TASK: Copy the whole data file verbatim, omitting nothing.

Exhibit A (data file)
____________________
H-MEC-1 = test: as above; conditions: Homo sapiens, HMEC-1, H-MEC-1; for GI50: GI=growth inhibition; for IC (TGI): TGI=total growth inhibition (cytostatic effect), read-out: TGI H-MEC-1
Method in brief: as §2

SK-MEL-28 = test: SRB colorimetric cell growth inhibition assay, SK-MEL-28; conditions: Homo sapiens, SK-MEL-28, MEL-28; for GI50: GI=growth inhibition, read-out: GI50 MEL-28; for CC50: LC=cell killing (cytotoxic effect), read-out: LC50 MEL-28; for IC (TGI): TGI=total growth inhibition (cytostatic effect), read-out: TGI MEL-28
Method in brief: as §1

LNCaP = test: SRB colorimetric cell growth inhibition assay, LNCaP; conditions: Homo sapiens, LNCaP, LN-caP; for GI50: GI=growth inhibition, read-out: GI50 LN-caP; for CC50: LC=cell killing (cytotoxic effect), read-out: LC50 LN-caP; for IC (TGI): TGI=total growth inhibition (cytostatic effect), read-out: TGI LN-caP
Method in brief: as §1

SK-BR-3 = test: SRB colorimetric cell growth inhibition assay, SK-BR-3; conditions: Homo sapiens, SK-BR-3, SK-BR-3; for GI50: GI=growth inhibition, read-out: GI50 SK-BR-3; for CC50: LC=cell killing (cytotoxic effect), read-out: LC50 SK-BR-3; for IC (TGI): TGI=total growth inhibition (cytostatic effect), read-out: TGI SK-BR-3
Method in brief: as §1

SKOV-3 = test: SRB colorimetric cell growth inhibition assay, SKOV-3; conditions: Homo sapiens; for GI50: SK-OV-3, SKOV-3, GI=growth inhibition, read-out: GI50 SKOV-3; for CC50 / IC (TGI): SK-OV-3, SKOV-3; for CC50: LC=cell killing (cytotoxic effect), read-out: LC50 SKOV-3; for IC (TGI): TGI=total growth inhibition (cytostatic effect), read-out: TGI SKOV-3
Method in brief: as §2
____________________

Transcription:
H-MEC-1 = test: as above; conditions: Homo sapiens, HMEC-1, H-MEC-1; for GI50: GI=growth inhibition; for IC (TGI): TGI=total growth inhibition (cytostatic effect), read-out: TGI H-MEC-1
Method in brief: as §2

SK-MEL-28 = test: SRB colorimetric cell growth inhibition assay, SK-MEL-28; conditions: Homo sapiens, SK-MEL-28, MEL-28; for GI50: GI=growth inhibition, read-out: GI50 MEL-28; for CC50: LC=cell killing (cytotoxic effect), read-out: LC50 MEL-28; for IC (TGI): TGI=total growth inhibition (cytostatic effect), read-out: TGI MEL-28
Method in brief: as §1

LNCaP = test: SRB colorimetric cell growth inhibition assay, LNCaP; conditions: Homo sapiens, LNCaP, LN-caP; for GI50: GI=growth inhibition, read-out: GI50 LN-caP; for CC50: LC=cell killing (cytotoxic effect), read-out: LC50 LN-caP; for IC (TGI): TGI=total growth inhibition (cytostatic effect), read-out: TGI LN-caP
Method in brief: as §1

SK-BR-3 = test: SRB colorimetric cell growth inhibition assay, SK-BR-3; conditions: Homo sapiens, SK-BR-3, SK-BR-3; for GI50: GI=growth inhibition, read-out: GI50 SK-BR-3; for CC50: LC=cell killing (cytotoxic effect), read-out: LC50 SK-BR-3; for IC (TGI): TGI=total growth inhibition (cytostatic effect), read-out: TGI SK-BR-3
Method in brief: as §1

SKOV-3 = test: SRB colorimetric cell growth inhibition assay, SKOV-3; conditions: Homo sapiens; for GI50: SK-OV-3, SKOV-3, GI=growth inhibition, read-out: GI50 SKOV-3; for CC50 / IC (TGI): SK-OV-3, SKOV-3; for CC50: LC=cell killing (cytotoxic effect), read-out: LC50 SKOV-3; for IC (TGI): TGI=total growth inhibition (cytostatic effect), read-out: TGI SKOV-3
Method in brief: as §2